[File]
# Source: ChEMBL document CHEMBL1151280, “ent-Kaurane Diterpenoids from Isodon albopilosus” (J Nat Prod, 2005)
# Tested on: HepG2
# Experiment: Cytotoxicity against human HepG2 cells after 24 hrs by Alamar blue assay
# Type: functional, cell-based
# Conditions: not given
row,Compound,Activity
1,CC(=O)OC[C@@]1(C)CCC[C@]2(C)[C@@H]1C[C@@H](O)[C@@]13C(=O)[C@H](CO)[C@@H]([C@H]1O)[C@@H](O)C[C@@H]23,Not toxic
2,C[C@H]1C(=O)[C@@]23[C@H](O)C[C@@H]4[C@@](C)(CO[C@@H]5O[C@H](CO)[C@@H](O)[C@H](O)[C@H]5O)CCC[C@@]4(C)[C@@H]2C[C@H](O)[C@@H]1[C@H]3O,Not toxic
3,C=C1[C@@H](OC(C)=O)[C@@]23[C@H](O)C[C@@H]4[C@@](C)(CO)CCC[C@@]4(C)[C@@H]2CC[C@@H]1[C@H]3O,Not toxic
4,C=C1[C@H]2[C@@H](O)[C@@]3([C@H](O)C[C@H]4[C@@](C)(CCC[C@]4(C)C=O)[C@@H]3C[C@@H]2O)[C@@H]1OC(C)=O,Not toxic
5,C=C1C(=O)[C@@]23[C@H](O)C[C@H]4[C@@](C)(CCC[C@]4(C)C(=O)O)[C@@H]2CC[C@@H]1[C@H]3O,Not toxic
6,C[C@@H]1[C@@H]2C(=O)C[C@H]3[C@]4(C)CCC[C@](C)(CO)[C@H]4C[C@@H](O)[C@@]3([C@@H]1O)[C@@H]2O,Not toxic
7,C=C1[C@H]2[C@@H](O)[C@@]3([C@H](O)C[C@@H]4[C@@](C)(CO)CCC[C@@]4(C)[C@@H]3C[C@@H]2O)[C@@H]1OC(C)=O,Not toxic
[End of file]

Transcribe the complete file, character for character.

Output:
# Source: ChEMBL document CHEMBL1151280, “ent-Kaurane Diterpenoids from Isodon albopilosus” (J Nat Prod, 2005)
# Tested on: HepG2
# Experiment: Cytotoxicity against human HepG2 cells after 24 hrs by Alamar blue assay
# Type: functional, cell-based
# Conditions: not given
row,Compound,Activity
1,CC(=O)OC[C@@]1(C)CCC[C@]2(C)[C@@H]1C[C@@H](O)[C@@]13C(=O)[C@H](CO)[C@@H]([C@H]1O)[C@@H](O)C[C@@H]23,Not toxic
2,C[C@H]1C(=O)[C@@]23[C@H](O)C[C@@H]4[C@@](C)(CO[C@@H]5O[C@H](CO)[C@@H](O)[C@H](O)[C@H]5O)CCC[C@@]4(C)[C@@H]2C[C@H](O)[C@@H]1[C@H]3O,Not toxic
3,C=C1[C@@H](OC(C)=O)[C@@]23[C@H](O)C[C@@H]4[C@@](C)(CO)CCC[C@@]4(C)[C@@H]2CC[C@@H]1[C@H]3O,Not toxic
4,C=C1[C@H]2[C@@H](O)[C@@]3([C@H](O)C[C@H]4[C@@](C)(CCC[C@]4(C)C=O)[C@@H]3C[C@@H]2O)[C@@H]1OC(C)=O,Not toxic
5,C=C1C(=O)[C@@]23[C@H](O)C[C@H]4[C@@](C)(CCC[C@]4(C)C(=O)O)[C@@H]2CC[C@@H]1[C@H]3O,Not toxic
6,C[C@@H]1[C@@H]2C(=O)C[C@H]3[C@]4(C)CCC[C@](C)(CO)[C@H]4C[C@@H](O)[C@@]3([C@@H]1O)[C@@H]2O,Not toxic
7,C=C1[C@H]2[C@@H](O)[C@@]3([C@H](O)C[C@@H]4[C@@](C)(CO)CCC[C@@]4(C)[C@@H]3C[C@@H]2O)[C@@H]1OC(C)=O,Not toxic